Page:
Residual plot does not reveal much more than the previous plot. Record 97 has a relatively high residual. The advantage of this plot is that the outliers are more clearly numbered. In the sub-plot bottom right the bunching of the residuals in lines is because the observed data is non-continuous; from bottom to top these are the values for 0 to 7 goals. No goals gives a negative Pearson residual. No surprise there.   
residualPlots(model3)

Predicting

The teams have been playing in the weekend. The model can be used to predict the outcomes. To start, here are the results. The data in gray represent two teams new in Eredivisie in the season, so I got no predictions.
Roda JC      - Utrecht      0-1
PEC Zwolle   - Groningen    1-2
RKC Waalwijk - VVV          1-1
Vitesse      - Heracles     1-1
NEC          - Willem II    0-0
ADO Den Haag - Ajax         1-1
Twente       - Heerenveen   1-0
NAC Breda    - AZ           2-1
PSV          - Feyenoord    3-0
These are the expectations:
         club1           club2      win1     equal      win2
1      Roda JC      FC Utrecht 0.4580659 0.2126926 0.3291782
2 RKC Waalwijk       VVV-Venlo 0.6076020 0.2180298 0.1743364
3      Vitesse Heracles Almelo 0.5723334 0.2275537 0.2000907
4 ADO Den Haag            Ajax 0.1037534 0.1511710 0.7446496
5    FC Twente   SC Heerenveen 0.6605607 0.1558135 0.1822923
6    NAC Breda              AZ 0.2539698 0.2627759 0.4832506
7          PSV       Feyenoord 0.5055082 0.2147899 0.2796468
Needless to say, I am not impressed. Choosing the most probable outcome as result, I have two correct Twente - Heerenveen and PSV - Feyenoord.
Last week flo2speak commented that (s)he tried to do the same in German football and had 30% correct. I am in the same ballpark. Maybe I should try the ordinal regression too. On top of that; I never predict ties, this weekend had four games tied, and season 2011-2012 had 20% of the games tied. Clearly improvement is needed.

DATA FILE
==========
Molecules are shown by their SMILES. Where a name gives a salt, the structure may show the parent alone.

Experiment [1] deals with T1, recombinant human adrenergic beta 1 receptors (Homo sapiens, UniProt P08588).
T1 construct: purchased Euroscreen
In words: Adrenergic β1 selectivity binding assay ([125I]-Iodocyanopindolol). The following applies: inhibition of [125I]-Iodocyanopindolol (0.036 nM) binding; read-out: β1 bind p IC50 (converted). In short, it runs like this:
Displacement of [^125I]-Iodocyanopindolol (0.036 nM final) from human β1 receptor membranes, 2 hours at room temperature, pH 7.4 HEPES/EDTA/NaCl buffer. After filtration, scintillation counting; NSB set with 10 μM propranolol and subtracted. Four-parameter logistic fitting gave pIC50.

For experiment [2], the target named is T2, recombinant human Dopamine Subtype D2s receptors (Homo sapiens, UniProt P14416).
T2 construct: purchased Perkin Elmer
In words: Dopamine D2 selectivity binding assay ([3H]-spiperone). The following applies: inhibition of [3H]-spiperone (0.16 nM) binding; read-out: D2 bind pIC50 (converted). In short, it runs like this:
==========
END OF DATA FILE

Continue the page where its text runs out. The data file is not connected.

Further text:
Prediction code

To predict for a weekend I made a wrapper around fbpredict in which a data frame can be used. Not the most efficient code, but for this size of calculation that is not a problem. Promoted teams which are lacking data are also removed. 
topred <- read.table(textConnection("
'Roda JC'        'FC Utrecht'
'PEC Zwolle'     'FC Groningen'
'RKC Waalwijk'   'VVV-Venlo'
'Vitesse'        'Heracles Almelo'
'NEC'            'Willem II'
'ADO Den Haag'   'Ajax'
'FC Twente'      'SC Heerenveen'
'NAC Breda'      'AZ'
'PSV'            'Feyenoord'"
),col.names=c('Off','Def'))

morepred <- function(topred) {
  topred <- topred[topred[,1] %in% levels(model3$data$OffenseClub) & 
                   topred[,2] %in% levels(model3$data$OffenseClub) ,]
  ap <- lapply(1:nrow(topred),function(irow) {
        fbp <- fbpredict(model3,as.character(topred[irow,1]),
                                as.character(topred[irow,2]))
        sec2 <- fbp[[2]]
        mydf <- data.frame(club1=topred[irow,1],
                           club2=topred[irow,2],
                           win1=sec2[1],
                           equal=sec2[2],
                           win2=sec2[3])
      })
  dc <- do.call(rbind,ap)
  rownames(dc) <- 1:nrow(dc)
  dc
}
morepred(topred)



To leave a comment for the author, please follow the link and comment on his blog: Wiekvoet.

R-bloggers.com offers daily e-mail updates about R news and tutorials on topics such as: visualization (ggplot2, Boxplots, maps, animation), programming (RStudio, Sweave, LaTeX, SQL, Eclipse, git, hadoop, Web Scraping) statistics (regression, PCA, time series, trading) and more...



If you got this far, why not subscribe for updates from the site? Choose your flavor: e-mail, twitter, RSS, or facebook...

Comments are closed.